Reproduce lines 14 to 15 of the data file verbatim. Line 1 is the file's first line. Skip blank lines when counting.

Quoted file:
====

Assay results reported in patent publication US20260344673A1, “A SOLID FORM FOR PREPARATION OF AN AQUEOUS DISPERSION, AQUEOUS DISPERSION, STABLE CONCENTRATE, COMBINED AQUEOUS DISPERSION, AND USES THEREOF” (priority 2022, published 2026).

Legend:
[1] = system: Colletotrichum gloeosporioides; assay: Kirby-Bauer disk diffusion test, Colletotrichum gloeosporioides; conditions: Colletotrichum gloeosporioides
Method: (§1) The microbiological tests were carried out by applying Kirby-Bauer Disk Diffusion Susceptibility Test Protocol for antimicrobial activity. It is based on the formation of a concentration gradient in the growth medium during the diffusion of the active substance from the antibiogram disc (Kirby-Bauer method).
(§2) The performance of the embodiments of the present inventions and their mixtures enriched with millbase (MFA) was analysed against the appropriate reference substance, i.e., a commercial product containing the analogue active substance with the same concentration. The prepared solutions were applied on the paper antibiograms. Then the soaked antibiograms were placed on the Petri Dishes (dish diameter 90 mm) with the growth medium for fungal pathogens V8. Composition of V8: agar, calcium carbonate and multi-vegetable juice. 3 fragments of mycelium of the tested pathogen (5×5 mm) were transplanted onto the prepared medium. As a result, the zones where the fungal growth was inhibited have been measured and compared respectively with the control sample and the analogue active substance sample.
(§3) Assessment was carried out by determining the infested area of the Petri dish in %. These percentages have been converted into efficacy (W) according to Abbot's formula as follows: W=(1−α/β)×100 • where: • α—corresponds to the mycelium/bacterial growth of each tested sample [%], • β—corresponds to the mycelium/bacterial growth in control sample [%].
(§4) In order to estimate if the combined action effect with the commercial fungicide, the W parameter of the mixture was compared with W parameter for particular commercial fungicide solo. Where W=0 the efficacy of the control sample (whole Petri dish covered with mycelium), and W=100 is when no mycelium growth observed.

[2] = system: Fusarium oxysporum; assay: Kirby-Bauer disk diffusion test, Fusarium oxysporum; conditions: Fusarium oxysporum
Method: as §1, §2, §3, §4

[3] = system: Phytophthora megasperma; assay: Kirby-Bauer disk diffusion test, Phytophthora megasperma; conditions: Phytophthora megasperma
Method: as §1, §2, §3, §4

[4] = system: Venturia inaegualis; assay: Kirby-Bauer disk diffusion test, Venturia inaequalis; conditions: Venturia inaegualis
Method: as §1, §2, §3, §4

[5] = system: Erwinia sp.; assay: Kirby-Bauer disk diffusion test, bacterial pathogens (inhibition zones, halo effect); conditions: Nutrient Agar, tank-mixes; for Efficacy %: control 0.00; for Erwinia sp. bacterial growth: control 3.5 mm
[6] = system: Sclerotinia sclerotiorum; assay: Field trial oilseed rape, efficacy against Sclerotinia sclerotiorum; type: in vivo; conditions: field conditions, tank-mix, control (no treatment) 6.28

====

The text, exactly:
[5] = system: Erwinia sp.; assay: Kirby-Bauer disk diffusion test, bacterial pathogens (inhibition zones, halo effect); conditions: Nutrient Agar, tank-mixes; for Efficacy %: control 0.00; for Erwinia sp. bacterial growth: control 3.5 mm
[6] = system: Sclerotinia sclerotiorum; assay: Field trial oilseed rape, efficacy against Sclerotinia sclerotiorum; type: in vivo; conditions: field conditions, tank-mix, control (no treatment) 6.28